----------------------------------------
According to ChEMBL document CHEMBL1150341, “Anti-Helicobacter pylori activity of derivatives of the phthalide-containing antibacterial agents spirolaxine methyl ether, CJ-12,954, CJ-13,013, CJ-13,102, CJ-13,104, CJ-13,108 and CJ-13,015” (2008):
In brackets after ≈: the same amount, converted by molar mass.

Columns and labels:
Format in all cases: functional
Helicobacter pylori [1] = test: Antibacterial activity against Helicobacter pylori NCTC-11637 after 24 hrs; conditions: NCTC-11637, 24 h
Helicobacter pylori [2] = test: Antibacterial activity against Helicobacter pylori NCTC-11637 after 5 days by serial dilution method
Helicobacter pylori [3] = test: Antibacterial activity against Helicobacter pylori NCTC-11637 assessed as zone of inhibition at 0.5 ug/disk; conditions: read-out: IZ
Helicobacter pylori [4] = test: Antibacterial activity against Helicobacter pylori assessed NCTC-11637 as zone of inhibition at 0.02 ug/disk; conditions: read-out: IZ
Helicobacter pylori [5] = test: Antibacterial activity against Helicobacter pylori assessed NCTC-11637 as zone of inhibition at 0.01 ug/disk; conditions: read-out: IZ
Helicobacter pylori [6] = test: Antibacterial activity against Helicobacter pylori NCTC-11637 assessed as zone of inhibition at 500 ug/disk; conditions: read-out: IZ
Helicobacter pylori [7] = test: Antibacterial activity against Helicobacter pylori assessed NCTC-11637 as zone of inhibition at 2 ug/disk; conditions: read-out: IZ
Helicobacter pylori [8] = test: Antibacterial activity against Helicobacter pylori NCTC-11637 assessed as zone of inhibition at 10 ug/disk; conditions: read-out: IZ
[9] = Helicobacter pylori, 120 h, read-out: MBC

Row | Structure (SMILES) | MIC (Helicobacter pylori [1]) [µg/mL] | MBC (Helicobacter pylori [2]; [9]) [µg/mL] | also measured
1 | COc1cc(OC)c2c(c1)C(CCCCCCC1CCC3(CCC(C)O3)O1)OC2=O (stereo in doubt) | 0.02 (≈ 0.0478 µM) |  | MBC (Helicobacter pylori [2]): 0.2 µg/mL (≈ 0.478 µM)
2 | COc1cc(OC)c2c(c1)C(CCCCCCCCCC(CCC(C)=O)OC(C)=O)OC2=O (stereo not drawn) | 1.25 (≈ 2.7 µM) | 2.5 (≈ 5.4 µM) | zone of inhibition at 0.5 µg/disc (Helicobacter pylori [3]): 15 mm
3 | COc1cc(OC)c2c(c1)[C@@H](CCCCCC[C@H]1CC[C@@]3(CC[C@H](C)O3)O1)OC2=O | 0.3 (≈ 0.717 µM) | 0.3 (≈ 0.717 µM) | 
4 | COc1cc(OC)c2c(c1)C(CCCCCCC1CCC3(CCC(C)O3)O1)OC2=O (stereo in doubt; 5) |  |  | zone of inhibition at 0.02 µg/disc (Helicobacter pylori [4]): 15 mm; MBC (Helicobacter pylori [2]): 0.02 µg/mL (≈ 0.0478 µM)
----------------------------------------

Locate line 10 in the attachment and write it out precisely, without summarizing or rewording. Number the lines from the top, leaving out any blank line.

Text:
Helicobacter pylori [6] = test: Antibacterial activity against Helicobacter pylori NCTC-11637 assessed as zone of inhibition at 500 ug/disk; conditions: read-out: IZ